Tuesday, February 13, 2018

Business Recorder editorial Feb 13, 2018

By-election upset

The Lodhran NA-154 by-election has produced a major upset. PML-N’s Syed Iqbal Shah has defeated the PTI’s Ali Khan Tareen by a margin of some 27,000 votes on the latter’s home turf, according to unofficial results. The by-election had to be called after Ali Tareen’s father, Jahangir Tareen, was disqualified by the Supreme Court. Unlike the December 2015 by-election that Jahangir Tareen won by almost 40,000 votes, in a dramatic reversal of fortunes, this time the PML-N candidate romped home easily. This result is both the result of developments in the political landscape and has implications for it. PML-N’s chief, former prime minister Nawaz Sharif and his daughter Maryam Nawaz, whom observers think is being groomed as his heir, could not campaign in Lodhran since they were busy addressing rallies all over the country. PTI’s head Imran Khan did address campaign rallies in Lodhran, for which he has received a notice for breach of the code of conduct for elections by the Election Commission of Pakistan. Of course, as part of his running battle with the Election Commission, Imran Khan has not so far responded to the notice. According to the Election Act 2017, public office holders are not allowed to campaign in by-elections. Both the leading candidates were fined on this count. Despite the fact that the Lodhran by-election was being held just three months before the end of term of the present Assemblies, the turnout at 52 percent was high for a by-election. The high turnout and the margin of the PML-N’s victory both give food for thought.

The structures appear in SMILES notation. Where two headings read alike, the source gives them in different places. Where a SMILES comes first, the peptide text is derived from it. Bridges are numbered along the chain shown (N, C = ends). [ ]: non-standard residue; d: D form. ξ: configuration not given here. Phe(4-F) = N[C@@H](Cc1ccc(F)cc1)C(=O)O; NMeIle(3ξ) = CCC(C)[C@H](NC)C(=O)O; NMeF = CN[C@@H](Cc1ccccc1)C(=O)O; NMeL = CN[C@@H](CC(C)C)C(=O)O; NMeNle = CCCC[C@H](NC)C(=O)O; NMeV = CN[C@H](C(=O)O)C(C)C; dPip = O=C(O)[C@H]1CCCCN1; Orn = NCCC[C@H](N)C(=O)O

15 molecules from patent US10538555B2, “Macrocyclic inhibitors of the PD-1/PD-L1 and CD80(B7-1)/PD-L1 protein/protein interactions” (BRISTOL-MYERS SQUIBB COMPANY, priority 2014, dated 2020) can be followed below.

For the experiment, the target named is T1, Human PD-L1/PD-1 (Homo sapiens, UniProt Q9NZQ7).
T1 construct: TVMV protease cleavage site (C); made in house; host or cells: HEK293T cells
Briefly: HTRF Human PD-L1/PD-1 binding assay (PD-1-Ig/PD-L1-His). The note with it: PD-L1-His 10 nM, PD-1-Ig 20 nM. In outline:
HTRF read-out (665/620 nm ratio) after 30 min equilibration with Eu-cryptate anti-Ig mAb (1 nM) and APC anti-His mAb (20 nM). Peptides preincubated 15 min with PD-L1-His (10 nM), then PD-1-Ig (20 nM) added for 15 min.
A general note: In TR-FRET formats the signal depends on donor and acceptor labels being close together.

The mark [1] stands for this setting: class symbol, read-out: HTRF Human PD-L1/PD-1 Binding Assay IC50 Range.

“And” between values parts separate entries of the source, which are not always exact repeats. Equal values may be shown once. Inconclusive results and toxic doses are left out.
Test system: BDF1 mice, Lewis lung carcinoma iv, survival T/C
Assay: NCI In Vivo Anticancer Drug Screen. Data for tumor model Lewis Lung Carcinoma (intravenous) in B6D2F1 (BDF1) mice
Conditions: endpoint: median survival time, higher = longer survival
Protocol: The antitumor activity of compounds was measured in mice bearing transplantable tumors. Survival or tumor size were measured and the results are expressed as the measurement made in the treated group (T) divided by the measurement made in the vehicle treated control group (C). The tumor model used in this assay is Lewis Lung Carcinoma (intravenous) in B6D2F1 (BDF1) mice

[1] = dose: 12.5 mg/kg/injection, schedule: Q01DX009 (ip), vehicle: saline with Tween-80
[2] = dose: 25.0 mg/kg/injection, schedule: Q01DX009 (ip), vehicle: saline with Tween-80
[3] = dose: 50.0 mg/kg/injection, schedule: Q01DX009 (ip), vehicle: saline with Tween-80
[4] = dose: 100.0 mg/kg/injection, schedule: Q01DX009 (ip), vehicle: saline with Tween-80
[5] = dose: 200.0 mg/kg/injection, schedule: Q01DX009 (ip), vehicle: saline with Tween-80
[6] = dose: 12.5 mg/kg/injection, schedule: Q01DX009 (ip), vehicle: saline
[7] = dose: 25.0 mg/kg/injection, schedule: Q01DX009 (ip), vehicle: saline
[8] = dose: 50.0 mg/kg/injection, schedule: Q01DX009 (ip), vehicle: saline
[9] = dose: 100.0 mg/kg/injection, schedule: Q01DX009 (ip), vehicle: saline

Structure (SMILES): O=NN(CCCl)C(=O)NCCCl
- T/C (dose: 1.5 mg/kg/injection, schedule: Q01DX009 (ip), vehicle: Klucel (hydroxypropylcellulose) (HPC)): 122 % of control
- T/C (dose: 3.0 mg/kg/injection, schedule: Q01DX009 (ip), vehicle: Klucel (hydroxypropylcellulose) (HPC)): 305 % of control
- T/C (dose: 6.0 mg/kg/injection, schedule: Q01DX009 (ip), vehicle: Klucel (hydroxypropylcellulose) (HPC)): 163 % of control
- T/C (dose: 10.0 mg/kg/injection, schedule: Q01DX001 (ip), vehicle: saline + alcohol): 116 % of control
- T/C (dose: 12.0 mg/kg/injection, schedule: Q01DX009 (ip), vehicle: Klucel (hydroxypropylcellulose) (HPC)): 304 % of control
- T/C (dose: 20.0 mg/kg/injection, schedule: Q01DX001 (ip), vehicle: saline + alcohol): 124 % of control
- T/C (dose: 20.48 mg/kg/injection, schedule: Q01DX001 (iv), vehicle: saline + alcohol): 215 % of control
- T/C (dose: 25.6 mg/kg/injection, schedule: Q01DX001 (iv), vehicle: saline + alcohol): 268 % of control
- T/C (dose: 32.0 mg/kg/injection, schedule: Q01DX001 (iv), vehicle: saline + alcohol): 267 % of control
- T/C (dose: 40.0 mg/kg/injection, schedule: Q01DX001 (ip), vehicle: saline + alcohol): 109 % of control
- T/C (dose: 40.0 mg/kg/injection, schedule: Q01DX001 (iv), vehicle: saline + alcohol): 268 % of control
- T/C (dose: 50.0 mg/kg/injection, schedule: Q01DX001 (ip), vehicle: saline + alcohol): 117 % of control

The political landscape has gravitated towards the pro- and anti-Nawaz Sharif binary since his disqualification by the Supreme Court. Nawaz, however, has hit the ground running and mounted a spirited ant-establishment campaign for his unjust ouster, a stance that on the one hand has brought him perilously close to being charged with contempt by the judiciary (as some of his colleagues have in recent days), and on the other endeared him to the people whose predilection of long standing is to side with the victim in our political culture. Three by-elections now, Lahore, Chakwal and Lodhran, have been won by the PML-N, a sign that far from weakening its base in its stronghold Punjab, Nawaz Sharif’s ouster and his aggressive campaign against the establishment forces he blames for his unceremonious departure are reaping political dividends at the hustings. PTI’s Imran Khan has attempted to put a brave face on the shocking defeat of his party, but the results of this and the previous two by-elections mentioned above are the cause of gloom and doom in the party’s ranks. This latest blow in Lodhran constitutes a major setback for the PTI just months before the general elections, which Imran Khan, flying in the face of the facts and emerging trends still claims the PTI will win. What he has perhaps failed to grasp is that Pakistan’s history betrays a consistent political phenomenon. Parties and leaders associated in the people’s minds with the powerful establishment that has played havoc with our democratic development are not liked. Although the PTI emerged on the political horizon as the party of change, this ill-defined revolutionary sounding slogan has failed to grip the popular imagination in the absence of a concrete programme defining the ‘change’ the party stands for (as some PTI stalwarts are now saying after the Lodhran debacle). Hollow as the slogan has turned out to be, the public perception of Imran Khan playing in the hands of the establishment has done more to bring the PTI crashing down from the Olympian heights it was poised on since 2011 to its present disarray. And while we are at it, spare a thought for the once mighty PPP, whose candidate in Lodhran only achieved a pathetic 3,175 votes. This more than anything else shows the actual state of Asif Ali Zardari’s attempts to resuscitate and revive the party in its erstwhile Punjab stronghold. On present trends, the PML-N appears poised to go into the general elections on a high winning note.

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